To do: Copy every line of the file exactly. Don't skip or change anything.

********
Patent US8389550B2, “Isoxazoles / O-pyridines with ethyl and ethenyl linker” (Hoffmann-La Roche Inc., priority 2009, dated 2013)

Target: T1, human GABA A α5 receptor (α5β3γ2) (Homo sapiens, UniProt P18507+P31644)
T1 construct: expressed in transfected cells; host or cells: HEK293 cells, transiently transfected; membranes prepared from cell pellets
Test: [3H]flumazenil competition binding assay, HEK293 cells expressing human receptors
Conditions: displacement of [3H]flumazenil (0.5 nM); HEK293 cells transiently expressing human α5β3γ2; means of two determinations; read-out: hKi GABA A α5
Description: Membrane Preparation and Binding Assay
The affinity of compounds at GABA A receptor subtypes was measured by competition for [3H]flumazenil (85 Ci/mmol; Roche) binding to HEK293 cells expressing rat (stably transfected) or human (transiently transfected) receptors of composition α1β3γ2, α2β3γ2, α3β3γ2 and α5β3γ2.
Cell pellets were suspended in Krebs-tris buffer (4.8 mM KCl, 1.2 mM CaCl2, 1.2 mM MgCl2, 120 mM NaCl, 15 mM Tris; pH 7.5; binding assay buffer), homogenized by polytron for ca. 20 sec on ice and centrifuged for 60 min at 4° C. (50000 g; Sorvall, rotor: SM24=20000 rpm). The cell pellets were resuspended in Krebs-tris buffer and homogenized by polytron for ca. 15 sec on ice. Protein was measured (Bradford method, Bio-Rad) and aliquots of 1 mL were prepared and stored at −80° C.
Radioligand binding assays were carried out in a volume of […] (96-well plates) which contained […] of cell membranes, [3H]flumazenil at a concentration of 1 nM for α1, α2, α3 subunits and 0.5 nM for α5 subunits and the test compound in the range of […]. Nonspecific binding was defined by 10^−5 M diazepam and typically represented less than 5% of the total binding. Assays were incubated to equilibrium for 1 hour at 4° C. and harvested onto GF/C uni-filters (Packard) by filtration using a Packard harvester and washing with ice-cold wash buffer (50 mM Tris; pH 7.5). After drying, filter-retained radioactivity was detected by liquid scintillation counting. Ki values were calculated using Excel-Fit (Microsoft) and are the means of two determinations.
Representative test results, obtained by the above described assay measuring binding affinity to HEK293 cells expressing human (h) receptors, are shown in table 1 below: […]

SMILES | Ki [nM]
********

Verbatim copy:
Patent US8389550B2, “Isoxazoles / O-pyridines with ethyl and ethenyl linker” (Hoffmann-La Roche Inc., priority 2009, dated 2013)

Target: T1, human GABA A α5 receptor (α5β3γ2) (Homo sapiens, UniProt P18507+P31644)
T1 construct: expressed in transfected cells; host or cells: HEK293 cells, transiently transfected; membranes prepared from cell pellets
Test: [3H]flumazenil competition binding assay, HEK293 cells expressing human receptors
Conditions: displacement of [3H]flumazenil (0.5 nM); HEK293 cells transiently expressing human α5β3γ2; means of two determinations; read-out: hKi GABA A α5
Description: Membrane Preparation and Binding Assay
The affinity of compounds at GABA A receptor subtypes was measured by competition for [3H]flumazenil (85 Ci/mmol; Roche) binding to HEK293 cells expressing rat (stably transfected) or human (transiently transfected) receptors of composition α1β3γ2, α2β3γ2, α3β3γ2 and α5β3γ2.
Cell pellets were suspended in Krebs-tris buffer (4.8 mM KCl, 1.2 mM CaCl2, 1.2 mM MgCl2, 120 mM NaCl, 15 mM Tris; pH 7.5; binding assay buffer), homogenized by polytron for ca. 20 sec on ice and centrifuged for 60 min at 4° C. (50000 g; Sorvall, rotor: SM24=20000 rpm). The cell pellets were resuspended in Krebs-tris buffer and homogenized by polytron for ca. 15 sec on ice. Protein was measured (Bradford method, Bio-Rad) and aliquots of 1 mL were prepared and stored at −80° C.
Radioligand binding assays were carried out in a volume of […] (96-well plates) which contained […] of cell membranes, [3H]flumazenil at a concentration of 1 nM for α1, α2, α3 subunits and 0.5 nM for α5 subunits and the test compound in the range of […]. Nonspecific binding was defined by 10^−5 M diazepam and typically represented less than 5% of the total binding. Assays were incubated to equilibrium for 1 hour at 4° C. and harvested onto GF/C uni-filters (Packard) by filtration using a Packard harvester and washing with ice-cold wash buffer (50 mM Tris; pH 7.5). After drying, filter-retained radioactivity was detected by liquid scintillation counting. Ki values were calculated using Excel-Fit (Microsoft) and are the means of two determinations.
Representative test results, obtained by the above described assay measuring binding affinity to HEK293 cells expressing human (h) receptors, are shown in table 1 below: […]

SMILES | Ki [nM]